Some nebulae are essentially cold hydrogen clouds. An H I region is a neutral atomic hydrogen cloud and an H II region is a cloud of ionised atomic hydrogen (or a bunch of floating protons. Fun, huh?).
You can also get molecular clouds, which are exactly as they sound--clouds of molecular hydrogen, which are ideal for star formation. (Apply your Jeans mass and Jeans length here.)
There's planetary nebulae, which have nothing to do with planets (blame Herschel). These brightly-glowing nebulae result from an old low-mass red giant star puffing off it's outer layers as it dies. Planetary nebulae are a good way for a star to release the products of its fusion--namely, all the elements they synthesized up to iron.
They glow not because they're still undergoing fusion, but re-emitting the light from stars--including its central star. This is why so many of them look like pretty eyes.
Lemon Slice Nebula:
Eye of God Nebula:
This one looks like Sauron:
Supernova remnants occur when large stars (more than 8 solar masses) end their lives by going boom, er rather, when they go B O O M!! Becuase of this, they tend to look a bit more scatter-shot than planetary nebulae.
the famous Crab Nebula:
Now, we know these nebulae are supernova remnants because for a few of them, humans actually witnessed and recorded the supernova that created them. The Crab Nebula went boom in 1054AD and Tycho's Supernova happened in 1572.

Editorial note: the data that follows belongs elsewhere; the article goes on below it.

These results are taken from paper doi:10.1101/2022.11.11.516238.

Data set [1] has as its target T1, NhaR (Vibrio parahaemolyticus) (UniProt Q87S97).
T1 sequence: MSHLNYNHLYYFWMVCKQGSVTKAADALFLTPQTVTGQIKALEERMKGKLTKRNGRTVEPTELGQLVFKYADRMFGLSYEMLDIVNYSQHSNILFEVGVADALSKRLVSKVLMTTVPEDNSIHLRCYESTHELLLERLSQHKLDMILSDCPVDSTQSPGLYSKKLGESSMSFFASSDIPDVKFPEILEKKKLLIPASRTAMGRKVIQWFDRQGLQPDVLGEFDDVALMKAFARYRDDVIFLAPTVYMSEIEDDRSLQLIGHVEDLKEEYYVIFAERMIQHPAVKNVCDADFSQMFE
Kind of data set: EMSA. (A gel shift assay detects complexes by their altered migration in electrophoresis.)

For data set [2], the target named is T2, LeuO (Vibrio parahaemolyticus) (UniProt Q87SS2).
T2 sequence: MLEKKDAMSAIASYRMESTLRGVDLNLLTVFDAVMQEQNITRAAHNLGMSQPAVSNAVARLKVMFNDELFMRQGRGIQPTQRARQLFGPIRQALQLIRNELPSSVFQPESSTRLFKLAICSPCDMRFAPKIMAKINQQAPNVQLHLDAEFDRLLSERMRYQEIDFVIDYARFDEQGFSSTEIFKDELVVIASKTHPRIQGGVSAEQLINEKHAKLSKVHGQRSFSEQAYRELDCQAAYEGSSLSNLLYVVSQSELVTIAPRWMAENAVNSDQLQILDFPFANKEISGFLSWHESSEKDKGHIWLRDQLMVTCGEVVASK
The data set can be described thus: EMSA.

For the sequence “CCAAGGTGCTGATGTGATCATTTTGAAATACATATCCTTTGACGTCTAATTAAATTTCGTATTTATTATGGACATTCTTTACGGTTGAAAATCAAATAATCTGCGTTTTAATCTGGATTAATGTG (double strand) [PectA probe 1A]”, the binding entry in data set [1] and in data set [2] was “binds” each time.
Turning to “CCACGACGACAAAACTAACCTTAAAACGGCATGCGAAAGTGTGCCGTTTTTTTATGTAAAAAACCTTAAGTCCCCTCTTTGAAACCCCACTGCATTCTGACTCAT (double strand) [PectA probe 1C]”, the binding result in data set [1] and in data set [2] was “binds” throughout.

Most nebula are visible because they re-emit or reflect light, but some nebula, like dark nebula, are absorption nebulae with enough dust and density to block out any light. Unlike the light hydrogen clouds, these tend to be metallic or 'dirty', with lots of elements and molecules in them.
We know about them because they often block out light and appear as a dark splotch against a brighter background.
Coalsack Nebula, located in the Southern Cross constellation:
While they might not be as visually interesting as their emittive or reflective cousins, don't give them any side-eye, though. These nebulae are as important as their sisters for star formation.
Speaking of star formation, here's a Hubble picture of the Orion Nebula with several young stars:
In conclusion, nebulae are clouds, often left over from the death of stars, that are capable of birthing new stars.
Hardcore: Nebulae. Have fun and knock yourself out.
Her Grace is glad she doesn't have to die and go boom in order to give birth to promising young stars.